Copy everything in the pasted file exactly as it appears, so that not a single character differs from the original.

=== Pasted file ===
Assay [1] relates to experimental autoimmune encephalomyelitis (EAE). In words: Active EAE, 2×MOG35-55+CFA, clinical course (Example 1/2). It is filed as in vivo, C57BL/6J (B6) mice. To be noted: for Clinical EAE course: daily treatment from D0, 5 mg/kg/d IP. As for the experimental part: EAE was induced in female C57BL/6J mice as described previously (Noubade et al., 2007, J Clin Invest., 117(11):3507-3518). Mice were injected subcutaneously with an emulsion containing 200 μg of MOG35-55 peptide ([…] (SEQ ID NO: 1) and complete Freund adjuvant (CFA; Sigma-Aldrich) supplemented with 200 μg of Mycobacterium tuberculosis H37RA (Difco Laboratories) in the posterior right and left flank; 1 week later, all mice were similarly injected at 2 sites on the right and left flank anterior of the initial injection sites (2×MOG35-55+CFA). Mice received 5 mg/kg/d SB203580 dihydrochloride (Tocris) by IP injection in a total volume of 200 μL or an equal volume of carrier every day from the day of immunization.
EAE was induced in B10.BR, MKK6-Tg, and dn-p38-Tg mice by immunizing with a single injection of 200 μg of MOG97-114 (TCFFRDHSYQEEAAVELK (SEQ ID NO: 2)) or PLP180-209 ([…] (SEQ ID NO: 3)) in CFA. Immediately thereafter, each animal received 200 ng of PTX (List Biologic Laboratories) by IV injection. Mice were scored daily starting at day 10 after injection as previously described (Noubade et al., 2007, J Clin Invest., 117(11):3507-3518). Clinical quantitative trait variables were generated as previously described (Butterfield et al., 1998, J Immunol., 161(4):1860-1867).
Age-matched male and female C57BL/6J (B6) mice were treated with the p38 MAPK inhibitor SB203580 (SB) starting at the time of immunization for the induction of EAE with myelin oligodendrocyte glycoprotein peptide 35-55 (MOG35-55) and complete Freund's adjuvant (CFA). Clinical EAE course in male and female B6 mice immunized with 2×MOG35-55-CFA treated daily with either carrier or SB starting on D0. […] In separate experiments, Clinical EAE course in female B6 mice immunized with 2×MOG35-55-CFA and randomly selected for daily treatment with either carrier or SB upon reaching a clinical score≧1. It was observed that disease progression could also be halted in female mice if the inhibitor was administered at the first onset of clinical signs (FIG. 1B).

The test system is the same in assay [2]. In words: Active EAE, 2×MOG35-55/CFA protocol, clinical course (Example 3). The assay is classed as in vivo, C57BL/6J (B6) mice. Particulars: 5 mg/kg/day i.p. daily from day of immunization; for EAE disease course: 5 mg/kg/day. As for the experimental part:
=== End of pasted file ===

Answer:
Assay [1] relates to experimental autoimmune encephalomyelitis (EAE). In words: Active EAE, 2×MOG35-55+CFA, clinical course (Example 1/2). It is filed as in vivo, C57BL/6J (B6) mice. To be noted: for Clinical EAE course: daily treatment from D0, 5 mg/kg/d IP. As for the experimental part: EAE was induced in female C57BL/6J mice as described previously (Noubade et al., 2007, J Clin Invest., 117(11):3507-3518). Mice were injected subcutaneously with an emulsion containing 200 μg of MOG35-55 peptide ([…] (SEQ ID NO: 1) and complete Freund adjuvant (CFA; Sigma-Aldrich) supplemented with 200 μg of Mycobacterium tuberculosis H37RA (Difco Laboratories) in the posterior right and left flank; 1 week later, all mice were similarly injected at 2 sites on the right and left flank anterior of the initial injection sites (2×MOG35-55+CFA). Mice received 5 mg/kg/d SB203580 dihydrochloride (Tocris) by IP injection in a total volume of 200 μL or an equal volume of carrier every day from the day of immunization.
EAE was induced in B10.BR, MKK6-Tg, and dn-p38-Tg mice by immunizing with a single injection of 200 μg of MOG97-114 (TCFFRDHSYQEEAAVELK (SEQ ID NO: 2)) or PLP180-209 ([…] (SEQ ID NO: 3)) in CFA. Immediately thereafter, each animal received 200 ng of PTX (List Biologic Laboratories) by IV injection. Mice were scored daily starting at day 10 after injection as previously described (Noubade et al., 2007, J Clin Invest., 117(11):3507-3518). Clinical quantitative trait variables were generated as previously described (Butterfield et al., 1998, J Immunol., 161(4):1860-1867).
Age-matched male and female C57BL/6J (B6) mice were treated with the p38 MAPK inhibitor SB203580 (SB) starting at the time of immunization for the induction of EAE with myelin oligodendrocyte glycoprotein peptide 35-55 (MOG35-55) and complete Freund's adjuvant (CFA). Clinical EAE course in male and female B6 mice immunized with 2×MOG35-55-CFA treated daily with either carrier or SB starting on D0. […] In separate experiments, Clinical EAE course in female B6 mice immunized with 2×MOG35-55-CFA and randomly selected for daily treatment with either carrier or SB upon reaching a clinical score≧1. It was observed that disease progression could also be halted in female mice if the inhibitor was administered at the first onset of clinical signs (FIG. 1B).

The test system is the same in assay [2]. In words: Active EAE, 2×MOG35-55/CFA protocol, clinical course (Example 3). The assay is classed as in vivo, C57BL/6J (B6) mice. Particulars: 5 mg/kg/day i.p. daily from day of immunization; for EAE disease course: 5 mg/kg/day. As for the experimental part: